He boasts several large accomplishments, including the creation of programs such as the Dorsey Scholars Program, cosmetic improvements around campus, and the recruitment of the largest and most racially diverse incoming class, under his leadership. 

There have also been large strides revolving around diversity, equity and inclusion. “We’ve done a significant amount in terms of diversifying the student body, but I think particularly over the past 15 months or so our focus on inclusion has been equally as important to our focus on diversity,” said Casey. 

During his presidency, Casey also focused a lot on access and affordability for students, motivated by his background as a first-generation college student himself.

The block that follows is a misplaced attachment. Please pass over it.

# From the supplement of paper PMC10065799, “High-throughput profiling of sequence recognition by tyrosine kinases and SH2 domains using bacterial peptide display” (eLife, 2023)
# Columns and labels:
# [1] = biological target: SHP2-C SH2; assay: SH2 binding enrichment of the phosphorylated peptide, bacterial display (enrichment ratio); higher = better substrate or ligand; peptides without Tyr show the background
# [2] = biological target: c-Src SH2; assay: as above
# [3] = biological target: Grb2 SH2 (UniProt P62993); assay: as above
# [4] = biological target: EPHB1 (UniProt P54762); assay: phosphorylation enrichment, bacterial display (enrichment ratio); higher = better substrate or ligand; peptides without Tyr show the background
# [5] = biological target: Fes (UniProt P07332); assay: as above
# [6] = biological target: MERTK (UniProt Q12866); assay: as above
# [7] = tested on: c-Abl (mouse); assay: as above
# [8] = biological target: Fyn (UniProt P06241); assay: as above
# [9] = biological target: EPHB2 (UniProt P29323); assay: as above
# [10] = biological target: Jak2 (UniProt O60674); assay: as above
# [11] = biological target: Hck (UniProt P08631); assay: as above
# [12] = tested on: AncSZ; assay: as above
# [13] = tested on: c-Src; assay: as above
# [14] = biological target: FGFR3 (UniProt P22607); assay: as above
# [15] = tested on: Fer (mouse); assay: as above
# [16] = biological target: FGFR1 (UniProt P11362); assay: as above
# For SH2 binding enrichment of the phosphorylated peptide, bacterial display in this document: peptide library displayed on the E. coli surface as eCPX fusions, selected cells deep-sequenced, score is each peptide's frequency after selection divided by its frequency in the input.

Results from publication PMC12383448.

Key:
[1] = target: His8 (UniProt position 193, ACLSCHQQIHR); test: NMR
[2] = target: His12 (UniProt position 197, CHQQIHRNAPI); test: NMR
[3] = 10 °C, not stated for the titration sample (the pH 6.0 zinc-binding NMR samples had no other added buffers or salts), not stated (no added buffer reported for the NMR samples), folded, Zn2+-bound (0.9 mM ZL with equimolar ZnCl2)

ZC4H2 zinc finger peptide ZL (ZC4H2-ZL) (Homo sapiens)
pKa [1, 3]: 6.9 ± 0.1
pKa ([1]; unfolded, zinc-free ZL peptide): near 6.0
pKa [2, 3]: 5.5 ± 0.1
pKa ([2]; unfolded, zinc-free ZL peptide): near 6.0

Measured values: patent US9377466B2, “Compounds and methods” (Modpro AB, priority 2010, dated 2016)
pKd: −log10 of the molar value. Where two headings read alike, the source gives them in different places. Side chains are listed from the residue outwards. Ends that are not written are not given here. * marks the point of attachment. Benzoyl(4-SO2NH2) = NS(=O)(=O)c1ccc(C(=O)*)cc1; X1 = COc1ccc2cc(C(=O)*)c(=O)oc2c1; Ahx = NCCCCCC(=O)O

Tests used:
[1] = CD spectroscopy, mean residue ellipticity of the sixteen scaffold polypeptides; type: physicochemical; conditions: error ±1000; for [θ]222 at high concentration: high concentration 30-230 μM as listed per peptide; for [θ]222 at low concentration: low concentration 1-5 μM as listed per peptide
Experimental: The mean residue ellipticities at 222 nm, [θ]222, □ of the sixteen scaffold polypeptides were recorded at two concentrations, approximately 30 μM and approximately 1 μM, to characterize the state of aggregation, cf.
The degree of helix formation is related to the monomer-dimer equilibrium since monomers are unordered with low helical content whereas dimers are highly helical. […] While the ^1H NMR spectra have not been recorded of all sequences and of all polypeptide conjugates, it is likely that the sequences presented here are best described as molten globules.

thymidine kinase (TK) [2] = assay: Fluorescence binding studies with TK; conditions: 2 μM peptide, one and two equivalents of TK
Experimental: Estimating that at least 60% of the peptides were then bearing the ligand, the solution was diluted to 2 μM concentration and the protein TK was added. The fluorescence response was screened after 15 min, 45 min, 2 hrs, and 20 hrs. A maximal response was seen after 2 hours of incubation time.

Along with this pursuit, he sought to put McDaniel College on the map, “One of the things I wanted to do was make sure we were one of the colleges in the Princeton Review, which is arguably the most prestigious listing,” said Casey. “I wanted to be number one in something… we got the #1 US news best value ranking for the last two years.” 

Casey believes he is leaving the college in the capable hands of Julia Jasken, PhD, who has been selected as the college’s tenth president. 

“I am delighted that the trustees picked Julia Jasken to be my successor. I’ve worked with her for years, almost every day since I’ve been here,” said Casey. 

Having spent so much time together, Casey feels comforted knowing that his legacy will not be dismissed by an outside hire. “Julia and I worked on a really strong trajectory together, so I feel great knowing that she’s supportive of that trajectory. She’s going to do a fantastic job.”